A scanning sprint through most of the personal correspondence you’ve received over the last fifty years replays your life in high definition. So many people – so many memories. The experience was accentuated by the exercise I was conducting in parallel to systematically examine all my work documents to ready the collection for any interested repository. I got to wondering if resurfacing it all again, was making any significant changes to my memory and brain generally. However, I don’t think there any apparent changes to my state of mind – I’m perhaps just more, well, AWARE of what’s been going on.
Anyway I finished scanning the whole letter collection yesterday. Despite my intention to only keep the most precious originals, I ended up with a substantial number of items. Perhaps this was hardly surprising given the previous work I’ve done on reasons for keeping document and mementos. However, those insights seemed to count for nothing as I stormed my way through the mass of letters and cards, keen to just get through the job, a little dazed by all the memories, knowing I needed to throw away most of the items for an established rationale, but knowing that once I had torn them up that was it – gone forever. It was spur of the moment instinct that dictated what I kept rather than any clear reasoning; and now, at the end of the process I have two full concertina files from relatives and friends, an envelope of airmail letters from my parents who were abroad in my late teens/early twenties, and all the letters and cards my wife has sent me in the 37 years I have known her. I intend to keep the latter indefinitely; however, I think I need to do some further work on the rest if only to reduce the amount of space they are taking up.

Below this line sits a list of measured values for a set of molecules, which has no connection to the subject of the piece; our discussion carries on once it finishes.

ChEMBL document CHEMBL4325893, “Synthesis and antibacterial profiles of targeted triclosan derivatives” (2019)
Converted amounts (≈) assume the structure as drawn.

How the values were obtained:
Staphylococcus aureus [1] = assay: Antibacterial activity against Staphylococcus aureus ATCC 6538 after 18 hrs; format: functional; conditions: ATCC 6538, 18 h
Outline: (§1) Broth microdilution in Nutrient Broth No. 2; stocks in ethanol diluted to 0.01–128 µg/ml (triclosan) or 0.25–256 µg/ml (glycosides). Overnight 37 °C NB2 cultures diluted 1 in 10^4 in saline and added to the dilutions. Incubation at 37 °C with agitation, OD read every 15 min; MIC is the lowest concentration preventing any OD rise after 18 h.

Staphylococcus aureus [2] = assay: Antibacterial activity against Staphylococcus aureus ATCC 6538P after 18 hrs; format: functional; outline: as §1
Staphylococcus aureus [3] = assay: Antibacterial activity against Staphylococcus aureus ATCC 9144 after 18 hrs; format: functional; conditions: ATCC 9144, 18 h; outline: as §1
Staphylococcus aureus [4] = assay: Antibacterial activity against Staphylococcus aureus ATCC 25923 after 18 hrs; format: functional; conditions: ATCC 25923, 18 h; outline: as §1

Hence, I plan to do a reasons-for-keeping analysis on them which I will then subsequently compare with the findings from my previous reasons-for-keeping exercise. The aim will be twofold: a) to identify which items can be thrown away, and b) to expand my reasons-for-keeping analysis to include personal correspondence. As a by product of the analysis, I may also be able to derive an approximation of the volume of correspondence I received over the period in question – such data is always useful for comparison purposes when assessing other examples or when considering before and after situations (for example, before and after the introduction of email).